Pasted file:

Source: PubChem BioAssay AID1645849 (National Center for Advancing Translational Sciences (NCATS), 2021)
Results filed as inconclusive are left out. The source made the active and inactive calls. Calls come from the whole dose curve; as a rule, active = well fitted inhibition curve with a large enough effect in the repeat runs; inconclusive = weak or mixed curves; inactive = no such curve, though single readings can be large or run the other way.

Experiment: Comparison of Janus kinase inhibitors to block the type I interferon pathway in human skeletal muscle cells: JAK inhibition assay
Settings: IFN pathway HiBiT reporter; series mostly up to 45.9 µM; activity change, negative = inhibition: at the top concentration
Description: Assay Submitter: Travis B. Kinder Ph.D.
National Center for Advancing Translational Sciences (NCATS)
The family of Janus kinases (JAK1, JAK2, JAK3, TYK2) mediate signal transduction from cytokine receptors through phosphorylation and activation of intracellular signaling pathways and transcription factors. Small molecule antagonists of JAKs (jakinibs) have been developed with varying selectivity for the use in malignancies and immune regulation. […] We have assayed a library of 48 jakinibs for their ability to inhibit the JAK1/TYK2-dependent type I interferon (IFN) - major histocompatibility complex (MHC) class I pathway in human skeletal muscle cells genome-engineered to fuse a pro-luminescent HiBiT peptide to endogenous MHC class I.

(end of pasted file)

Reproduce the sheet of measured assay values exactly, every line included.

Source: PubChem BioAssay AID1645849 (National Center for Advancing Translational Sciences (NCATS), 2021)
Results filed as inconclusive are left out. The source made the active and inactive calls. Calls come from the whole dose curve; as a rule, active = well fitted inhibition curve with a large enough effect in the repeat runs; inconclusive = weak or mixed curves; inactive = no such curve, though single readings can be large or run the other way.

Experiment: Comparison of Janus kinase inhibitors to block the type I interferon pathway in human skeletal muscle cells: JAK inhibition assay
Settings: IFN pathway HiBiT reporter; series mostly up to 45.9 µM; activity change, negative = inhibition: at the top concentration
Description: Assay Submitter: Travis B. Kinder Ph.D.
National Center for Advancing Translational Sciences (NCATS)
The family of Janus kinases (JAK1, JAK2, JAK3, TYK2) mediate signal transduction from cytokine receptors through phosphorylation and activation of intracellular signaling pathways and transcription factors. Small molecule antagonists of JAKs (jakinibs) have been developed with varying selectivity for the use in malignancies and immune regulation. […] We have assayed a library of 48 jakinibs for their ability to inhibit the JAK1/TYK2-dependent type I interferon (IFN) - major histocompatibility complex (MHC) class I pathway in human skeletal muscle cells genome-engineered to fuse a pro-luminescent HiBiT peptide to endogenous MHC class I.